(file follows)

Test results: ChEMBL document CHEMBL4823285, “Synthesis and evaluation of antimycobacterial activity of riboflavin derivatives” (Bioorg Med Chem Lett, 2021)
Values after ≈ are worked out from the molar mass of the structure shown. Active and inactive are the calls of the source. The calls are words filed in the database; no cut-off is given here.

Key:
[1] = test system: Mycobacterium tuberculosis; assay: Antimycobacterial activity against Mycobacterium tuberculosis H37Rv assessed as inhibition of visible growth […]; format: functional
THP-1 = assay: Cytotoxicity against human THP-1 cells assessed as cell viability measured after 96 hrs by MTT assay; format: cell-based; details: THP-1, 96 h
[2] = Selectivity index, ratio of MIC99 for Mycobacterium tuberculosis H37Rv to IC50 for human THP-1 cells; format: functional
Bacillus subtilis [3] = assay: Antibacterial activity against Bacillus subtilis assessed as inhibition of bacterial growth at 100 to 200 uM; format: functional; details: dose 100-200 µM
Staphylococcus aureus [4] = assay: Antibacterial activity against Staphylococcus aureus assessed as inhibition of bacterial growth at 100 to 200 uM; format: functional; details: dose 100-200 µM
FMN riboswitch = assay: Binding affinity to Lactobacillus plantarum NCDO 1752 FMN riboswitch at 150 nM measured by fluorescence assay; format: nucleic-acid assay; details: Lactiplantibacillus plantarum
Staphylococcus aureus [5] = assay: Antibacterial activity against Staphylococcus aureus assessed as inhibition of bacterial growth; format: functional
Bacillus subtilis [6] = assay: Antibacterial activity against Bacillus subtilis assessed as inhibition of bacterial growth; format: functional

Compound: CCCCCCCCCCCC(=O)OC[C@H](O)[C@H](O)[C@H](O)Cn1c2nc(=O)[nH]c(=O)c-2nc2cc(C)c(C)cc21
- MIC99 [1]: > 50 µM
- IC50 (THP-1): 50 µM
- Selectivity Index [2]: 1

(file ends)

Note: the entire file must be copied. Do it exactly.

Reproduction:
Test results: ChEMBL document CHEMBL4823285, “Synthesis and evaluation of antimycobacterial activity of riboflavin derivatives” (Bioorg Med Chem Lett, 2021)
Values after ≈ are worked out from the molar mass of the structure shown. Active and inactive are the calls of the source. The calls are words filed in the database; no cut-off is given here.

Key:
[1] = test system: Mycobacterium tuberculosis; assay: Antimycobacterial activity against Mycobacterium tuberculosis H37Rv assessed as inhibition of visible growth […]; format: functional
THP-1 = assay: Cytotoxicity against human THP-1 cells assessed as cell viability measured after 96 hrs by MTT assay; format: cell-based; details: THP-1, 96 h
[2] = Selectivity index, ratio of MIC99 for Mycobacterium tuberculosis H37Rv to IC50 for human THP-1 cells; format: functional
Bacillus subtilis [3] = assay: Antibacterial activity against Bacillus subtilis assessed as inhibition of bacterial growth at 100 to 200 uM; format: functional; details: dose 100-200 µM
Staphylococcus aureus [4] = assay: Antibacterial activity against Staphylococcus aureus assessed as inhibition of bacterial growth at 100 to 200 uM; format: functional; details: dose 100-200 µM
FMN riboswitch = assay: Binding affinity to Lactobacillus plantarum NCDO 1752 FMN riboswitch at 150 nM measured by fluorescence assay; format: nucleic-acid assay; details: Lactiplantibacillus plantarum
Staphylococcus aureus [5] = assay: Antibacterial activity against Staphylococcus aureus assessed as inhibition of bacterial growth; format: functional
Bacillus subtilis [6] = assay: Antibacterial activity against Bacillus subtilis assessed as inhibition of bacterial growth; format: functional

Compound: CCCCCCCCCCCC(=O)OC[C@H](O)[C@H](O)[C@H](O)Cn1c2nc(=O)[nH]c(=O)c-2nc2cc(C)c(C)cc21
- MIC99 [1]: > 50 µM
- IC50 (THP-1): 50 µM
- Selectivity Index [2]: 1